Bioprep Fusion enables textile mills to reach desired performance and reliability, while working in neutral pH and at lower temperature. A growing number of mills in India, China, Pakistan and Bangladesh are using the technology. They are realizing improved fabric quality, less weight loss, and substantial savings in water (67% reduction), time (50%), energy (50%) and chemicals discharge (30 % less COD/BOD in waste water) compared to conventional pre-treatment.
“BioPrep Fusion has been designed to make it compatible with textile knits manufacturing processes, which are prevalent,” says Peter Faaborg-Andersen. “Recent results show that BioPrep Fusion technology can also work well for yarn and towel manufacturing.”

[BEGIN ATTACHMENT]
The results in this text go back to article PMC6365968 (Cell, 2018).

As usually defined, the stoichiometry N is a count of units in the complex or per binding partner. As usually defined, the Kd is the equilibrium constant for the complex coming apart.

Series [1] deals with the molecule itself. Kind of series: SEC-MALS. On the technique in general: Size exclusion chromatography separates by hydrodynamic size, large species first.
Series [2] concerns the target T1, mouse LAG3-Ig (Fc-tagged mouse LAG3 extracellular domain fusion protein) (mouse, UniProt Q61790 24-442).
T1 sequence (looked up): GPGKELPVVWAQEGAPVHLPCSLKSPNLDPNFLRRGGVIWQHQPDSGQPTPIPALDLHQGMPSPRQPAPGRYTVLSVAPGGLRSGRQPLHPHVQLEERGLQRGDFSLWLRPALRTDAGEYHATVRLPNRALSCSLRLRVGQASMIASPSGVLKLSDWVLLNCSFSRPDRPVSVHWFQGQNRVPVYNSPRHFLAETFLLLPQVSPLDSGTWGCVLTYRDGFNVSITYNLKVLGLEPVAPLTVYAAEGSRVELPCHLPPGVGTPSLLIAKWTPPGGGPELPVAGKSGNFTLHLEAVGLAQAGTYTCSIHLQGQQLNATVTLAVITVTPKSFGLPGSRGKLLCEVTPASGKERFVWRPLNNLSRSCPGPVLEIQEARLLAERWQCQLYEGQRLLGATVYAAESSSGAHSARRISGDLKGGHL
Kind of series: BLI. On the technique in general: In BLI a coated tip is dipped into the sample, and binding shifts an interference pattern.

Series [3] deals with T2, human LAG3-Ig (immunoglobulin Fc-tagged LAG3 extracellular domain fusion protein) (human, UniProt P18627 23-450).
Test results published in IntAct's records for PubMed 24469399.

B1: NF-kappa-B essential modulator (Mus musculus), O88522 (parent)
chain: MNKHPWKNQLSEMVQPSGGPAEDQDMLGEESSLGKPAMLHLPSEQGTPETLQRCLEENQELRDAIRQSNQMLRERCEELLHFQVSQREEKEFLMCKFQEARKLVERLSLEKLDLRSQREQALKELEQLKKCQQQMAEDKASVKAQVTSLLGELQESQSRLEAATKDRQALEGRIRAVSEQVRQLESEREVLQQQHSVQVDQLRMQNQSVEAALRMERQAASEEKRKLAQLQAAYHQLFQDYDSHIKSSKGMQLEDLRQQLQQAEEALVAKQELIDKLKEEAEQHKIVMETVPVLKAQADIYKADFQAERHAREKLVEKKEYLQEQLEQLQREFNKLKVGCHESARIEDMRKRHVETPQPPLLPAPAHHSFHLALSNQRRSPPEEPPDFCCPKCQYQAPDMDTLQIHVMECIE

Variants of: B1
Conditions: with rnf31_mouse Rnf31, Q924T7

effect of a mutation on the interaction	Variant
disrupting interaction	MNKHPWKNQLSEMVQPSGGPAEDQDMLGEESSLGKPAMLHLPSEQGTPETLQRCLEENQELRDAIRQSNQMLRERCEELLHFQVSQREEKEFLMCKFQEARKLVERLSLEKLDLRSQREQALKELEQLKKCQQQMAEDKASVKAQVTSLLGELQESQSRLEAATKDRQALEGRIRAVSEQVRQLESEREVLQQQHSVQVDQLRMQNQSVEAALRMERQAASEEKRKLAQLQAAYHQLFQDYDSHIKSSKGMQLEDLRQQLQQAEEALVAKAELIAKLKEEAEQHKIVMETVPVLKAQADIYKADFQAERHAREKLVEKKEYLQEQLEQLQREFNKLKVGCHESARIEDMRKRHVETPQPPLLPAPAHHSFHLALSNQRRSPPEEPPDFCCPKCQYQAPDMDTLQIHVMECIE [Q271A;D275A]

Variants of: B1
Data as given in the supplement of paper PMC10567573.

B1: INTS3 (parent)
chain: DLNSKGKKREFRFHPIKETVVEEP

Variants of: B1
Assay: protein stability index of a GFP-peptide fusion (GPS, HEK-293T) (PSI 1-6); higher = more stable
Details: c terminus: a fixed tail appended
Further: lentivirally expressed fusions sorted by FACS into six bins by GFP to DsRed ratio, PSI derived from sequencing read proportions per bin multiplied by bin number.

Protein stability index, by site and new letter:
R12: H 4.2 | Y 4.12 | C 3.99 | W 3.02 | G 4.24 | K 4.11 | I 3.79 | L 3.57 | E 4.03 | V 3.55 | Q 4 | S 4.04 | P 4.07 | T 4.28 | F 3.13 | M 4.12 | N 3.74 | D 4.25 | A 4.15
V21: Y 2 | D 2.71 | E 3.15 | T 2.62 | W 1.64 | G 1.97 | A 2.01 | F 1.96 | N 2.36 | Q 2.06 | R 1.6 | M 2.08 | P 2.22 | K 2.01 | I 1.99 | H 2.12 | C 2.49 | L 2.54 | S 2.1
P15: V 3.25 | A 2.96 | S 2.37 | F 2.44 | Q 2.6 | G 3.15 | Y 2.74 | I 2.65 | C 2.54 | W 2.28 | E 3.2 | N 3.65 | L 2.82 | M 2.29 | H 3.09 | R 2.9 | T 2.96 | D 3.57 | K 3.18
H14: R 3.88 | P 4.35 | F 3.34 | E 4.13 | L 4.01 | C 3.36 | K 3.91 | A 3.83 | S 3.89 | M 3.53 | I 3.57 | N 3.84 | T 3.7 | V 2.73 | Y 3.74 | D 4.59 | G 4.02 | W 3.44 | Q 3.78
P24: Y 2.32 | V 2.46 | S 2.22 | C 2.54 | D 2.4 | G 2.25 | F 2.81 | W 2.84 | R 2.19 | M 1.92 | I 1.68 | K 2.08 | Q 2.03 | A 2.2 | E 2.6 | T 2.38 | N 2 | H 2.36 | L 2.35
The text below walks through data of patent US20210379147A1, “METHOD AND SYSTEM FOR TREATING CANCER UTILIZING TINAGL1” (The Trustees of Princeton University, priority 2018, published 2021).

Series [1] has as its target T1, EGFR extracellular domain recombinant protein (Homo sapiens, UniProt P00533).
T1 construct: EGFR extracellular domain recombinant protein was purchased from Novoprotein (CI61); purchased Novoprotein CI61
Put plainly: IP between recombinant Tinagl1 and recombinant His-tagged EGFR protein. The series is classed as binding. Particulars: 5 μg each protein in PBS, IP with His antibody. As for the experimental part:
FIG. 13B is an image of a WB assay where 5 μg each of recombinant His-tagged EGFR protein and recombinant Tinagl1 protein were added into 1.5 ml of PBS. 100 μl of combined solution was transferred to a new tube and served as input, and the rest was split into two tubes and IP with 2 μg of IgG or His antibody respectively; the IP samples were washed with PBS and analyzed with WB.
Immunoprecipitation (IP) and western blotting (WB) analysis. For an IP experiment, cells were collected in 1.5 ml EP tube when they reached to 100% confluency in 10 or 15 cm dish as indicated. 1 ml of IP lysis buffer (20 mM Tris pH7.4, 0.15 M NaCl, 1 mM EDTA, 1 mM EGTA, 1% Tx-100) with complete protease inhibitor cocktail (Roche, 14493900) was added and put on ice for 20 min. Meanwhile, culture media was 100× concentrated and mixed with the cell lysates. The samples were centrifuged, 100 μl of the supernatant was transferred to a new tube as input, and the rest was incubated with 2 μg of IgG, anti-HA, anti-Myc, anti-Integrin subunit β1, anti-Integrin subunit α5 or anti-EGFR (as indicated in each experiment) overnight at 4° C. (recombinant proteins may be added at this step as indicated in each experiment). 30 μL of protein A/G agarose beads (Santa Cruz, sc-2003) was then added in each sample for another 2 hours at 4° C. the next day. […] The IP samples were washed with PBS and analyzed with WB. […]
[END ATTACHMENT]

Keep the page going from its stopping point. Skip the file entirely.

India’s spun yarn exports in March 2017 declined 47.6 per cent in volume terms and fell 39.3 per cent in value terms. Spun yarn (all kinds) shipments were at 64.55 million kg worth US$198.6 million, implying per unit realization of US$3.08 per kg which rose US cents 13 from previous month and were up US cents 42 as compared to March 2016.
With Indian yarn imports declining significantly in China, Bangladesh emerged as the largest importer of spun yarns in terms of value in March. Bangladesh imported spun yarns worth US$40.19 million while China imports were worth US$34.40 million during the month.
In March 2017, 83 countries imported spun yarn from India, with Bangladesh at the top accounting for 20.24 per cent of the total value with imports plunging 41 per cent in terms of volume YoY and declining 32 per cent in value YoY. China was the second largest importer of spun yarns in March and accounted for around 17 per cent of all spun yarn exported from India. Export to China were down 65 per cent in volumes and 59 per cent lower in value.